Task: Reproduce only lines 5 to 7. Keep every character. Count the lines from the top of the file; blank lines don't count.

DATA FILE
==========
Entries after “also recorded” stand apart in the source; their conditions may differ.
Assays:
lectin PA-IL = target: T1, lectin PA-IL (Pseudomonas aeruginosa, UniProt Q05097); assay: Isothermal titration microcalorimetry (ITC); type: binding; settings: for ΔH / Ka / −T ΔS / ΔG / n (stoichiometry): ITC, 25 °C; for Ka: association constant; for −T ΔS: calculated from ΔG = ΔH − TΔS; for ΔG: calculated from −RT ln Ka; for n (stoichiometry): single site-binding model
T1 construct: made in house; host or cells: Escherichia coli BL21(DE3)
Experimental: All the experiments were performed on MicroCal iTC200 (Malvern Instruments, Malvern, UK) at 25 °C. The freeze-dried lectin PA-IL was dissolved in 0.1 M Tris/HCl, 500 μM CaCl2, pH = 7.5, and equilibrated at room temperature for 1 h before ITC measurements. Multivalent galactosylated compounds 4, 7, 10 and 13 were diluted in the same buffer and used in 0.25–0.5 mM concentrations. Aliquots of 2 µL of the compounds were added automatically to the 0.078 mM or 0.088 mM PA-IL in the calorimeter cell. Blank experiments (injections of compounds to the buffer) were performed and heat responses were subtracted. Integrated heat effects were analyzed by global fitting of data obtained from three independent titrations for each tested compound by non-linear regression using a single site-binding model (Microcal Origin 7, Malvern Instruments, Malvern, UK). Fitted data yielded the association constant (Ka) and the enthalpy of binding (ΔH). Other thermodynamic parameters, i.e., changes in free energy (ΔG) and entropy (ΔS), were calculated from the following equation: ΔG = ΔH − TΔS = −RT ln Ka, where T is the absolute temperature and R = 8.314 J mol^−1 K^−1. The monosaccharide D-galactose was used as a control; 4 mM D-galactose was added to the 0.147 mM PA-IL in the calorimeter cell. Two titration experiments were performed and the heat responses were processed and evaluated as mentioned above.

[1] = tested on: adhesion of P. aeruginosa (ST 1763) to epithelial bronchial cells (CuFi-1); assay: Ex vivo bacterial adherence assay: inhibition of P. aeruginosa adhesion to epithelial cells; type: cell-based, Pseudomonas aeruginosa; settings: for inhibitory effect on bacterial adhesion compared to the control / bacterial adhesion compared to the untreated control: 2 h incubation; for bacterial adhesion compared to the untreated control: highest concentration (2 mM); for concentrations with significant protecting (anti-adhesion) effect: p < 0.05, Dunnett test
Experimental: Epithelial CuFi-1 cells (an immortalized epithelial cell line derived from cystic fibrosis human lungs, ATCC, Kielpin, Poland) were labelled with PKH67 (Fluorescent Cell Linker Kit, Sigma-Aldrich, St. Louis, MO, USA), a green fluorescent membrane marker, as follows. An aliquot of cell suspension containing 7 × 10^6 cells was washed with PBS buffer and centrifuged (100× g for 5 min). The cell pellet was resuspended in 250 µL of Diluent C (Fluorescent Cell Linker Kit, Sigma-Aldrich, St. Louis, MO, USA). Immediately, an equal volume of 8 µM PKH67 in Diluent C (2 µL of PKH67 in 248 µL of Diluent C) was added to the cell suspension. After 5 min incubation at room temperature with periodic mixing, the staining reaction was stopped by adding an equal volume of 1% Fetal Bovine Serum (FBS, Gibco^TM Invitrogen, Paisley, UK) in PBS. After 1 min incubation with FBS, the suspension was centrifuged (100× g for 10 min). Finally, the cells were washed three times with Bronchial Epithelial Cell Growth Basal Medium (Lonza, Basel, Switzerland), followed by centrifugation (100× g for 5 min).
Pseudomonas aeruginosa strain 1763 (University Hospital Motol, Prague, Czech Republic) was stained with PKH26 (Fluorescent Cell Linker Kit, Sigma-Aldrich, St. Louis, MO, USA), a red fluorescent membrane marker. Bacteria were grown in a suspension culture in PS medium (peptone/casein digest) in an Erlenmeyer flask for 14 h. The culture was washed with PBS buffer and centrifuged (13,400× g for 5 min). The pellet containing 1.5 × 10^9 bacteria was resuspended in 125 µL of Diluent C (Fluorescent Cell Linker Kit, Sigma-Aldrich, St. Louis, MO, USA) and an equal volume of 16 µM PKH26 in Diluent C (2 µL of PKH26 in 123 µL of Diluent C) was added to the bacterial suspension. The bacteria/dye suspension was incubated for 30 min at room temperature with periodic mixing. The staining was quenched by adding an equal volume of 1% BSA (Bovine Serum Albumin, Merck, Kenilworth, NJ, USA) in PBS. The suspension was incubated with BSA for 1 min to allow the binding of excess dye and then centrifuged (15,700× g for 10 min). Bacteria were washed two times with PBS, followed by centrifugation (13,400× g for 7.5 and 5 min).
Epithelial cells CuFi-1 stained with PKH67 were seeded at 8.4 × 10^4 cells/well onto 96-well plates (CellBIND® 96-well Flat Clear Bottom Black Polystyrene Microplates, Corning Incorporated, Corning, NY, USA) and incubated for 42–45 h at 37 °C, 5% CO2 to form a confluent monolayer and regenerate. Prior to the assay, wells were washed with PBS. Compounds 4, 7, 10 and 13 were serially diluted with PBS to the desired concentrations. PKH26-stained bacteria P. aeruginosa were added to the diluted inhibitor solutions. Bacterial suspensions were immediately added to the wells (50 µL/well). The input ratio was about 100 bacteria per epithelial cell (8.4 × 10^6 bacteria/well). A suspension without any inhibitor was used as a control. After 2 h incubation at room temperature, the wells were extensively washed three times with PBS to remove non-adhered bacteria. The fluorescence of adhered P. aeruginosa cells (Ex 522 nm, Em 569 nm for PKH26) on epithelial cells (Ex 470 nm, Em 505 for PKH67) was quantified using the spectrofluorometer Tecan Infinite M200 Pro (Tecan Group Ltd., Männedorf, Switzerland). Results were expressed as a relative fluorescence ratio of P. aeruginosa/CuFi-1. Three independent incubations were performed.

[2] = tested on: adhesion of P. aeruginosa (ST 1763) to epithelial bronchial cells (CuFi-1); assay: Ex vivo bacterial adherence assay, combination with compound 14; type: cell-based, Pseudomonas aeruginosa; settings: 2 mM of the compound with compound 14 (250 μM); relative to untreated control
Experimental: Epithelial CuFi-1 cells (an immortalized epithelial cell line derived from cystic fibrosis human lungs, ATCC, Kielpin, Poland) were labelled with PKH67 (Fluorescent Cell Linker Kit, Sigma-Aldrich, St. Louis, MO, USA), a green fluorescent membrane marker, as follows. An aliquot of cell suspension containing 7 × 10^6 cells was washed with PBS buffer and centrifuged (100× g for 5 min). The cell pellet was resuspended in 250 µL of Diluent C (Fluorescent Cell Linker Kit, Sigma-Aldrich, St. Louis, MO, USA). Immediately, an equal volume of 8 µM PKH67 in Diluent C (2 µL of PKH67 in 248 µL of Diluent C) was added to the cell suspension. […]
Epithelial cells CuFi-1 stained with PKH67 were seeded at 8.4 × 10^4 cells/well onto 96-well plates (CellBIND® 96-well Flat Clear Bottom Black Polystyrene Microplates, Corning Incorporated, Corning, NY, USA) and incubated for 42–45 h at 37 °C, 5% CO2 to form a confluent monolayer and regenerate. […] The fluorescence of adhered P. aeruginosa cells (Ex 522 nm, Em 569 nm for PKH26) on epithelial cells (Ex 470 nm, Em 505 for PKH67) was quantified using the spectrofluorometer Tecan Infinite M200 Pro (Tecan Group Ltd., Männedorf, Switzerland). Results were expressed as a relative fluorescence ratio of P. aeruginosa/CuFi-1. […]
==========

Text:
Experimental: All the experiments were performed on MicroCal iTC200 (Malvern Instruments, Malvern, UK) at 25 °C. The freeze-dried lectin PA-IL was dissolved in 0.1 M Tris/HCl, 500 μM CaCl2, pH = 7.5, and equilibrated at room temperature for 1 h before ITC measurements. Multivalent galactosylated compounds 4, 7, 10 and 13 were diluted in the same buffer and used in 0.25–0.5 mM concentrations. Aliquots of 2 µL of the compounds were added automatically to the 0.078 mM or 0.088 mM PA-IL in the calorimeter cell. Blank experiments (injections of compounds to the buffer) were performed and heat responses were subtracted. Integrated heat effects were analyzed by global fitting of data obtained from three independent titrations for each tested compound by non-linear regression using a single site-binding model (Microcal Origin 7, Malvern Instruments, Malvern, UK). Fitted data yielded the association constant (Ka) and the enthalpy of binding (ΔH). Other thermodynamic parameters, i.e., changes in free energy (ΔG) and entropy (ΔS), were calculated from the following equation: ΔG = ΔH − TΔS = −RT ln Ka, where T is the absolute temperature and R = 8.314 J mol^−1 K^−1. The monosaccharide D-galactose was used as a control; 4 mM D-galactose was added to the 0.147 mM PA-IL in the calorimeter cell. Two titration experiments were performed and the heat responses were processed and evaluated as mentioned above.

[1] = tested on: adhesion of P. aeruginosa (ST 1763) to epithelial bronchial cells (CuFi-1); assay: Ex vivo bacterial adherence assay: inhibition of P. aeruginosa adhesion to epithelial cells; type: cell-based, Pseudomonas aeruginosa; settings: for inhibitory effect on bacterial adhesion compared to the control / bacterial adhesion compared to the untreated control: 2 h incubation; for bacterial adhesion compared to the untreated control: highest concentration (2 mM); for concentrations with significant protecting (anti-adhesion) effect: p < 0.05, Dunnett test
Experimental: Epithelial CuFi-1 cells (an immortalized epithelial cell line derived from cystic fibrosis human lungs, ATCC, Kielpin, Poland) were labelled with PKH67 (Fluorescent Cell Linker Kit, Sigma-Aldrich, St. Louis, MO, USA), a green fluorescent membrane marker, as follows. An aliquot of cell suspension containing 7 × 10^6 cells was washed with PBS buffer and centrifuged (100× g for 5 min). The cell pellet was resuspended in 250 µL of Diluent C (Fluorescent Cell Linker Kit, Sigma-Aldrich, St. Louis, MO, USA). Immediately, an equal volume of 8 µM PKH67 in Diluent C (2 µL of PKH67 in 248 µL of Diluent C) was added to the cell suspension. After 5 min incubation at room temperature with periodic mixing, the staining reaction was stopped by adding an equal volume of 1% Fetal Bovine Serum (FBS, Gibco^TM Invitrogen, Paisley, UK) in PBS. After 1 min incubation with FBS, the suspension was centrifuged (100× g for 10 min). Finally, the cells were washed three times with Bronchial Epithelial Cell Growth Basal Medium (Lonza, Basel, Switzerland), followed by centrifugation (100× g for 5 min).